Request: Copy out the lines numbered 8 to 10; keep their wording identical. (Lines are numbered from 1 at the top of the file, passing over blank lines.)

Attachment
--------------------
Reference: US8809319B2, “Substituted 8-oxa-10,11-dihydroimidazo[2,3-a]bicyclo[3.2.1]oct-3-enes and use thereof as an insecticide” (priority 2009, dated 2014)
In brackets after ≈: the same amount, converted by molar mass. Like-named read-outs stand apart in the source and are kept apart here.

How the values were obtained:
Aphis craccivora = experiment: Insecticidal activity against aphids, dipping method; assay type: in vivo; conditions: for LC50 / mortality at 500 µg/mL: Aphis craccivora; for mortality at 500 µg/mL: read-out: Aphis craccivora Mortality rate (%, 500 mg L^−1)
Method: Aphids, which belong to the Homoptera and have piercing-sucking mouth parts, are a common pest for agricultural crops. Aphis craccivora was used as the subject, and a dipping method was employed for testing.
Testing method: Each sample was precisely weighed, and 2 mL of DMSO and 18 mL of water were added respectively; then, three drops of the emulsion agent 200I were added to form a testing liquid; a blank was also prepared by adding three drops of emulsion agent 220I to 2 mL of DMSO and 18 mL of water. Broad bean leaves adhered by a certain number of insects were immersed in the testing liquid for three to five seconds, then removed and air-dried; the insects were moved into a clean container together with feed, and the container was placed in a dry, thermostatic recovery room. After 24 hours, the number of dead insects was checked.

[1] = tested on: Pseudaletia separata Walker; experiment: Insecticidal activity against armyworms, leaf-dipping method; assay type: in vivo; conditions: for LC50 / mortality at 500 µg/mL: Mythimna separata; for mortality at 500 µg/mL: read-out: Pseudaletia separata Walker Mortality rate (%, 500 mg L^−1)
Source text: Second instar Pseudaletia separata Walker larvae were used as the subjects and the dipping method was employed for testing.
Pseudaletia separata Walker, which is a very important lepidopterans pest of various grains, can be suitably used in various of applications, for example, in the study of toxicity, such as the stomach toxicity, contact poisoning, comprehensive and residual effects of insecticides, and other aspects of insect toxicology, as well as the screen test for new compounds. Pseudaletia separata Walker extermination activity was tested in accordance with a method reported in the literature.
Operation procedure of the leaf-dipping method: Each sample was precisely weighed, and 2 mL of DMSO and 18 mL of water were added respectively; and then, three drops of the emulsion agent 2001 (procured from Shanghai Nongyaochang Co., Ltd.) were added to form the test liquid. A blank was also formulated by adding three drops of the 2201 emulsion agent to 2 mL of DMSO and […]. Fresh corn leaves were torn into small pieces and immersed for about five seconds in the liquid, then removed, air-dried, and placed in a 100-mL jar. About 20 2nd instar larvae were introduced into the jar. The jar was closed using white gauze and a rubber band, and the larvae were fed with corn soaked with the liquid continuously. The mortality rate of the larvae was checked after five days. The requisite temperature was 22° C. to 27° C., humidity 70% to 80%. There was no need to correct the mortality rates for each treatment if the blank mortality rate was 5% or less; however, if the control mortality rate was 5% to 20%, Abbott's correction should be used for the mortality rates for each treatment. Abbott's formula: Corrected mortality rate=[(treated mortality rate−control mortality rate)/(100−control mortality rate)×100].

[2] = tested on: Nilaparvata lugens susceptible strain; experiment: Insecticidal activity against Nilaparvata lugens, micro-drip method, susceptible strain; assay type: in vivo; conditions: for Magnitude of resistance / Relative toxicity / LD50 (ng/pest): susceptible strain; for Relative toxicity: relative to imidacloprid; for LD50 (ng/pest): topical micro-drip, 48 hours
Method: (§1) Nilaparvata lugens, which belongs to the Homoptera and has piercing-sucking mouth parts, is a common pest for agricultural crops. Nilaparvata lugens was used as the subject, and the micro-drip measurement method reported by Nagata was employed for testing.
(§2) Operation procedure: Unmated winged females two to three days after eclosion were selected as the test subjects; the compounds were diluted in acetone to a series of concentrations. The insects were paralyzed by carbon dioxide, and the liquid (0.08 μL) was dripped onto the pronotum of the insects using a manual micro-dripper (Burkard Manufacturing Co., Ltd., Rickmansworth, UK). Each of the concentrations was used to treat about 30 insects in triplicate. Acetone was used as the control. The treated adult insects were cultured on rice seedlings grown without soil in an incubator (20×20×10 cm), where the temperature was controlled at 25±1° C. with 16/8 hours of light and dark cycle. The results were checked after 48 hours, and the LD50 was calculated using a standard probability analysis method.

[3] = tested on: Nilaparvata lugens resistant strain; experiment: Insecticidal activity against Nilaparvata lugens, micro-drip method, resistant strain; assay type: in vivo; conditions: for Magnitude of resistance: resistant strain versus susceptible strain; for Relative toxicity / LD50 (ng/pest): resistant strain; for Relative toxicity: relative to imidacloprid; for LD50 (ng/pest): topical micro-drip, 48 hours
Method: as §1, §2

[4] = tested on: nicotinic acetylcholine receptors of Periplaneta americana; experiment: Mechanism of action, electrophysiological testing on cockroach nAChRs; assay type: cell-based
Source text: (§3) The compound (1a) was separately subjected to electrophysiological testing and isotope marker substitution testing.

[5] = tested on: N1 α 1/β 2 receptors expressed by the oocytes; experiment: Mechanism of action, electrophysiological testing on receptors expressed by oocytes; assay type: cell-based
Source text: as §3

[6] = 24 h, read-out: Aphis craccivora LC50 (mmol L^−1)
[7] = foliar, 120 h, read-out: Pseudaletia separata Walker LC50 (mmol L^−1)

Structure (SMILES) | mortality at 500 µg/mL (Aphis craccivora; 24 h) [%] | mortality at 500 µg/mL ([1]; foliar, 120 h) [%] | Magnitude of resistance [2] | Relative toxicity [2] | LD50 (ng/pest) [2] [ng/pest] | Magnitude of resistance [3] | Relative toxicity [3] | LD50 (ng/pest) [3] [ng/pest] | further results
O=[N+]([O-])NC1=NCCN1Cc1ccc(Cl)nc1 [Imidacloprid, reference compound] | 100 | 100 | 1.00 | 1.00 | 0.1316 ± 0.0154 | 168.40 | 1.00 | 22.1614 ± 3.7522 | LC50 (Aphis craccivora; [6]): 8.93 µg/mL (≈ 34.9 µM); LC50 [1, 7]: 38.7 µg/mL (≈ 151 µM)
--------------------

Source text: Second instar Pseudaletia separata Walker larvae were used as the subjects and the dipping method was employed for testing.
Pseudaletia separata Walker, which is a very important lepidopterans pest of various grains, can be suitably used in various of applications, for example, in the study of toxicity, such as the stomach toxicity, contact poisoning, comprehensive and residual effects of insecticides, and other aspects of insect toxicology, as well as the screen test for new compounds. Pseudaletia separata Walker extermination activity was tested in accordance with a method reported in the literature.
Operation procedure of the leaf-dipping method: Each sample was precisely weighed, and 2 mL of DMSO and 18 mL of water were added respectively; and then, three drops of the emulsion agent 2001 (procured from Shanghai Nongyaochang Co., Ltd.) were added to form the test liquid. A blank was also formulated by adding three drops of the 2201 emulsion agent to 2 mL of DMSO and […]. Fresh corn leaves were torn into small pieces and immersed for about five seconds in the liquid, then removed, air-dried, and placed in a 100-mL jar. About 20 2nd instar larvae were introduced into the jar. The jar was closed using white gauze and a rubber band, and the larvae were fed with corn soaked with the liquid continuously. The mortality rate of the larvae was checked after five days. The requisite temperature was 22° C. to 27° C., humidity 70% to 80%. There was no need to correct the mortality rates for each treatment if the blank mortality rate was 5% or less; however, if the control mortality rate was 5% to 20%, Abbott's correction should be used for the mortality rates for each treatment. Abbott's formula: Corrected mortality rate=[(treated mortality rate−control mortality rate)/(100−control mortality rate)×100].